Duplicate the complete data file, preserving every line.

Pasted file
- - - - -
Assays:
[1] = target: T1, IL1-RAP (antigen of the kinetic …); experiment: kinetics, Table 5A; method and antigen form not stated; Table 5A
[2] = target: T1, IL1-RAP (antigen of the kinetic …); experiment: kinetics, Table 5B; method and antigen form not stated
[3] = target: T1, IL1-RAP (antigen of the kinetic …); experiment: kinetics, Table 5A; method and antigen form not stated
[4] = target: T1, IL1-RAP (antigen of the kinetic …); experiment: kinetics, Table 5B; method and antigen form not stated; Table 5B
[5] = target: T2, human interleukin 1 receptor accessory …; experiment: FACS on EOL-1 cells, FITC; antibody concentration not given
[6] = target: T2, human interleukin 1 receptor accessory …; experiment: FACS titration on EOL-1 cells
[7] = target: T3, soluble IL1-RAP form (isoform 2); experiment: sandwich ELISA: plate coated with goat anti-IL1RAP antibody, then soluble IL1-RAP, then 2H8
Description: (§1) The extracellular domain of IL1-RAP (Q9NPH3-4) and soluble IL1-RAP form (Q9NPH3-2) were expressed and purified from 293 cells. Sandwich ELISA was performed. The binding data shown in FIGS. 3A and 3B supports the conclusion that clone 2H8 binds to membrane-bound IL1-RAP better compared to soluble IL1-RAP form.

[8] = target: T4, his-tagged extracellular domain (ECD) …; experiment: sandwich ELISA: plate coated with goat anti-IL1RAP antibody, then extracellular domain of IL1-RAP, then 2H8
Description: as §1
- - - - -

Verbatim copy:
Assays:
[1] = target: T1, IL1-RAP (antigen of the kinetic …); experiment: kinetics, Table 5A; method and antigen form not stated; Table 5A
[2] = target: T1, IL1-RAP (antigen of the kinetic …); experiment: kinetics, Table 5B; method and antigen form not stated
[3] = target: T1, IL1-RAP (antigen of the kinetic …); experiment: kinetics, Table 5A; method and antigen form not stated
[4] = target: T1, IL1-RAP (antigen of the kinetic …); experiment: kinetics, Table 5B; method and antigen form not stated; Table 5B
[5] = target: T2, human interleukin 1 receptor accessory …; experiment: FACS on EOL-1 cells, FITC; antibody concentration not given
[6] = target: T2, human interleukin 1 receptor accessory …; experiment: FACS titration on EOL-1 cells
[7] = target: T3, soluble IL1-RAP form (isoform 2); experiment: sandwich ELISA: plate coated with goat anti-IL1RAP antibody, then soluble IL1-RAP, then 2H8
Description: (§1) The extracellular domain of IL1-RAP (Q9NPH3-4) and soluble IL1-RAP form (Q9NPH3-2) were expressed and purified from 293 cells. Sandwich ELISA was performed. The binding data shown in FIGS. 3A and 3B supports the conclusion that clone 2H8 binds to membrane-bound IL1-RAP better compared to soluble IL1-RAP form.

[8] = target: T4, his-tagged extracellular domain (ECD) …; experiment: sandwich ELISA: plate coated with goat anti-IL1RAP antibody, then extracellular domain of IL1-RAP, then 2H8
Description: as §1